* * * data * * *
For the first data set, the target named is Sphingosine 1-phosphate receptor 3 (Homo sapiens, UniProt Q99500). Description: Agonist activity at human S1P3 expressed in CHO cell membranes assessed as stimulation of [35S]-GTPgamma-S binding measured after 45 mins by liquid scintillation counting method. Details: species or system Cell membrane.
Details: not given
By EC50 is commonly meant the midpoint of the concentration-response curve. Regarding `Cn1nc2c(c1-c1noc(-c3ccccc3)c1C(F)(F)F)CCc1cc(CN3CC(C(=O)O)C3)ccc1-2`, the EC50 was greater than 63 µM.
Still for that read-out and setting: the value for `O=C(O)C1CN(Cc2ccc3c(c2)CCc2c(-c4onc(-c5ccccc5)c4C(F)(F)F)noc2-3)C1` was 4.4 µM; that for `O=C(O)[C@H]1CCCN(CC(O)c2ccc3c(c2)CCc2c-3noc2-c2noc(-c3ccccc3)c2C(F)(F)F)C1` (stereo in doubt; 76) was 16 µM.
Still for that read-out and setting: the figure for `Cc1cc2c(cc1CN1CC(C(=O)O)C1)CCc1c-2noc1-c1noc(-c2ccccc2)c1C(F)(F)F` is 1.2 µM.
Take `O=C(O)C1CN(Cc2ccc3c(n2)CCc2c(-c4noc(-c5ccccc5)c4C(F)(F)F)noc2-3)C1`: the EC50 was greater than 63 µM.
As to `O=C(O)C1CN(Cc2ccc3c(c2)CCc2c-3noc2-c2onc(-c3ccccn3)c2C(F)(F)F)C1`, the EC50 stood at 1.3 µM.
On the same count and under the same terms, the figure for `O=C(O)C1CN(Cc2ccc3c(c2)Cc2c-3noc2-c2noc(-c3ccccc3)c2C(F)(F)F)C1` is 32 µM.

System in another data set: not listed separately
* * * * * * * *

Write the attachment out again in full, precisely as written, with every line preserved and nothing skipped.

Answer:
For the first data set, the target named is Sphingosine 1-phosphate receptor 3 (Homo sapiens, UniProt Q99500). Description: Agonist activity at human S1P3 expressed in CHO cell membranes assessed as stimulation of [35S]-GTPgamma-S binding measured after 45 mins by liquid scintillation counting method. Details: species or system Cell membrane.
Details: not given
By EC50 is commonly meant the midpoint of the concentration-response curve. Regarding `Cn1nc2c(c1-c1noc(-c3ccccc3)c1C(F)(F)F)CCc1cc(CN3CC(C(=O)O)C3)ccc1-2`, the EC50 was greater than 63 µM.
Still for that read-out and setting: the value for `O=C(O)C1CN(Cc2ccc3c(c2)CCc2c(-c4onc(-c5ccccc5)c4C(F)(F)F)noc2-3)C1` was 4.4 µM; that for `O=C(O)[C@H]1CCCN(CC(O)c2ccc3c(c2)CCc2c-3noc2-c2noc(-c3ccccc3)c2C(F)(F)F)C1` (stereo in doubt; 76) was 16 µM.
Still for that read-out and setting: the figure for `Cc1cc2c(cc1CN1CC(C(=O)O)C1)CCc1c-2noc1-c1noc(-c2ccccc2)c1C(F)(F)F` is 1.2 µM.
Take `O=C(O)C1CN(Cc2ccc3c(n2)CCc2c(-c4noc(-c5ccccc5)c4C(F)(F)F)noc2-3)C1`: the EC50 was greater than 63 µM.
As to `O=C(O)C1CN(Cc2ccc3c(c2)CCc2c-3noc2-c2onc(-c3ccccn3)c2C(F)(F)F)C1`, the EC50 stood at 1.3 µM.
On the same count and under the same terms, the figure for `O=C(O)C1CN(Cc2ccc3c(c2)Cc2c-3noc2-c2noc(-c3ccccc3)c2C(F)(F)F)C1` is 32 µM.

System in another data set: not listed separately